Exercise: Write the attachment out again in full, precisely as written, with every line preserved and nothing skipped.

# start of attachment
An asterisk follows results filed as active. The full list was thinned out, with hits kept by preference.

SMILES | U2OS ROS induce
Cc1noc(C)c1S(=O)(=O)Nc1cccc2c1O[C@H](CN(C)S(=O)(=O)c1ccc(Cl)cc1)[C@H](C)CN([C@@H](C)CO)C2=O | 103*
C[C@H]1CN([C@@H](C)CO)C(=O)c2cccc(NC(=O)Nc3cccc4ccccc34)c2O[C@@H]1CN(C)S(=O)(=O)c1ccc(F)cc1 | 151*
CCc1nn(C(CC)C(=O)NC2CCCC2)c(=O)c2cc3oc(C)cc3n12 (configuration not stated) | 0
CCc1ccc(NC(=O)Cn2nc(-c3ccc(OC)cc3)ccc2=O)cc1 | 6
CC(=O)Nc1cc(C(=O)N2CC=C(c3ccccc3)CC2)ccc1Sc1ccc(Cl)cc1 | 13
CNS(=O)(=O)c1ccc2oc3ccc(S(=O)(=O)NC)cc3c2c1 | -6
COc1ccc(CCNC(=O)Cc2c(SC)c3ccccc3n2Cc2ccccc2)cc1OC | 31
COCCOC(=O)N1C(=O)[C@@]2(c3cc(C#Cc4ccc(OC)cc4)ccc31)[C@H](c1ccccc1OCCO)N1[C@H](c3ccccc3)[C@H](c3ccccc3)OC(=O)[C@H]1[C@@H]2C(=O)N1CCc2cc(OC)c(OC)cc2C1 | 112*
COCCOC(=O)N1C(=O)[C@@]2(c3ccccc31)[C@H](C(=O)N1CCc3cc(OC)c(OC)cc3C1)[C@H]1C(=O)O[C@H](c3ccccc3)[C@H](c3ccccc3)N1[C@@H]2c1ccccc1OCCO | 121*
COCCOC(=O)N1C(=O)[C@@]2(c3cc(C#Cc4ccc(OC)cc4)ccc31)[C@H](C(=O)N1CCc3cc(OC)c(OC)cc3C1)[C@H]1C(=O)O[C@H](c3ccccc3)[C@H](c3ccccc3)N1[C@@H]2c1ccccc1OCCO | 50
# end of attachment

An asterisk follows results filed as active. The full list was thinned out, with hits kept by preference.

SMILES | U2OS ROS induce
Cc1noc(C)c1S(=O)(=O)Nc1cccc2c1O[C@H](CN(C)S(=O)(=O)c1ccc(Cl)cc1)[C@H](C)CN([C@@H](C)CO)C2=O | 103*
C[C@H]1CN([C@@H](C)CO)C(=O)c2cccc(NC(=O)Nc3cccc4ccccc34)c2O[C@@H]1CN(C)S(=O)(=O)c1ccc(F)cc1 | 151*
CCc1nn(C(CC)C(=O)NC2CCCC2)c(=O)c2cc3oc(C)cc3n12 (configuration not stated) | 0
CCc1ccc(NC(=O)Cn2nc(-c3ccc(OC)cc3)ccc2=O)cc1 | 6
CC(=O)Nc1cc(C(=O)N2CC=C(c3ccccc3)CC2)ccc1Sc1ccc(Cl)cc1 | 13
CNS(=O)(=O)c1ccc2oc3ccc(S(=O)(=O)NC)cc3c2c1 | -6
COc1ccc(CCNC(=O)Cc2c(SC)c3ccccc3n2Cc2ccccc2)cc1OC | 31
COCCOC(=O)N1C(=O)[C@@]2(c3cc(C#Cc4ccc(OC)cc4)ccc31)[C@H](c1ccccc1OCCO)N1[C@H](c3ccccc3)[C@H](c3ccccc3)OC(=O)[C@H]1[C@@H]2C(=O)N1CCc2cc(OC)c(OC)cc2C1 | 112*
COCCOC(=O)N1C(=O)[C@@]2(c3ccccc31)[C@H](C(=O)N1CCc3cc(OC)c(OC)cc3C1)[C@H]1C(=O)O[C@H](c3ccccc3)[C@H](c3ccccc3)N1[C@@H]2c1ccccc1OCCO | 121*
COCCOC(=O)N1C(=O)[C@@]2(c3cc(C#Cc4ccc(OC)cc4)ccc31)[C@H](C(=O)N1CCc3cc(OC)c(OC)cc3C1)[C@H]1C(=O)O[C@H](c3ccccc3)[C@H](c3ccccc3)N1[C@@H]2c1ccccc1OCCO | 50